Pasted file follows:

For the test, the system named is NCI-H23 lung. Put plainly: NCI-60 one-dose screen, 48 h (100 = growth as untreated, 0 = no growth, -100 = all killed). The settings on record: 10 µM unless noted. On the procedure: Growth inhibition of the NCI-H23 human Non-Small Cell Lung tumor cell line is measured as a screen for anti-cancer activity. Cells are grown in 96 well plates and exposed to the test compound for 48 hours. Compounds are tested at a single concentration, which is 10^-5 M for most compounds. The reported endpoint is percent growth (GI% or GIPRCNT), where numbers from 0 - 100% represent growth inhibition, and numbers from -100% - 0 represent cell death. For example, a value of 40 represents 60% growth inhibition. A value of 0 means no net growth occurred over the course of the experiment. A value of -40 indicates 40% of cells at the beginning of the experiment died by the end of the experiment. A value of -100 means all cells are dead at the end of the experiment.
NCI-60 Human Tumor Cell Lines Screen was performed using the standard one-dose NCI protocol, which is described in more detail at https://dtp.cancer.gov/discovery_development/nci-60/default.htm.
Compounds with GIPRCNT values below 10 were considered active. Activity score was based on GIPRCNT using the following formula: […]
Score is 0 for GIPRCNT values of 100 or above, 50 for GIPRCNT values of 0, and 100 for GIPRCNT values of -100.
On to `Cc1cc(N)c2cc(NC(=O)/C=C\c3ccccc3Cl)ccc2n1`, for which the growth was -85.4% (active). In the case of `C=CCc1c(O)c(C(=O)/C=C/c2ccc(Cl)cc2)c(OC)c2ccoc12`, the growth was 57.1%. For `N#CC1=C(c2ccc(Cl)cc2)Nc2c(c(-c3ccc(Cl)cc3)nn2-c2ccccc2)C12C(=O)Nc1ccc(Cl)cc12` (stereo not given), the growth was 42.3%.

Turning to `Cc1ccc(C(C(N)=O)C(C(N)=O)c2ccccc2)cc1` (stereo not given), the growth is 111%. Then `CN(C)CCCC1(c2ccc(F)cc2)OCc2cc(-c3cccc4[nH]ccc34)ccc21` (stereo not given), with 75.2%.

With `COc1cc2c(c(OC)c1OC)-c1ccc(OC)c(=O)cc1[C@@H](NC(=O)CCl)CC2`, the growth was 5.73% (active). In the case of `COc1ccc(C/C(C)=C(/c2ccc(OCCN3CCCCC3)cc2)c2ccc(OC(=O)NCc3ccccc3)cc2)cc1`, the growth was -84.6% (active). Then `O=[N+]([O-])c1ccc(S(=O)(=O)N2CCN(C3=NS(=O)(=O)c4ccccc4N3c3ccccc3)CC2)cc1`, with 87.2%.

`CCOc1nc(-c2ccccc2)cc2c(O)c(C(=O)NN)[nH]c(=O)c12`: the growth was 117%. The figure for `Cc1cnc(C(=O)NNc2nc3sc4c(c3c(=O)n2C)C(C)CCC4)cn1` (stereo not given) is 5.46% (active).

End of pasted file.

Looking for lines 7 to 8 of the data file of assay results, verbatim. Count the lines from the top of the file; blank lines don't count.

With `COc1cc2c(c(OC)c1OC)-c1ccc(OC)c(=O)cc1[C@@H](NC(=O)CCl)CC2`, the growth was 5.73% (active). In the case of `COc1ccc(C/C(C)=C(/c2ccc(OCCN3CCCCC3)cc2)c2ccc(OC(=O)NCc3ccccc3)cc2)cc1`, the growth was -84.6% (active). Then `O=[N+]([O-])c1ccc(S(=O)(=O)N2CCN(C3=NS(=O)(=O)c4ccccc4N3c3ccccc3)CC2)cc1`, with 87.2%.

`CCOc1nc(-c2ccccc2)cc2c(O)c(C(=O)NN)[nH]c(=O)c12`: the growth was 117%. The figure for `Cc1cnc(C(=O)NNc2nc3sc4c(c3c(=O)n2C)C(C)CCC4)cn1` (stereo not given) is 5.46% (active).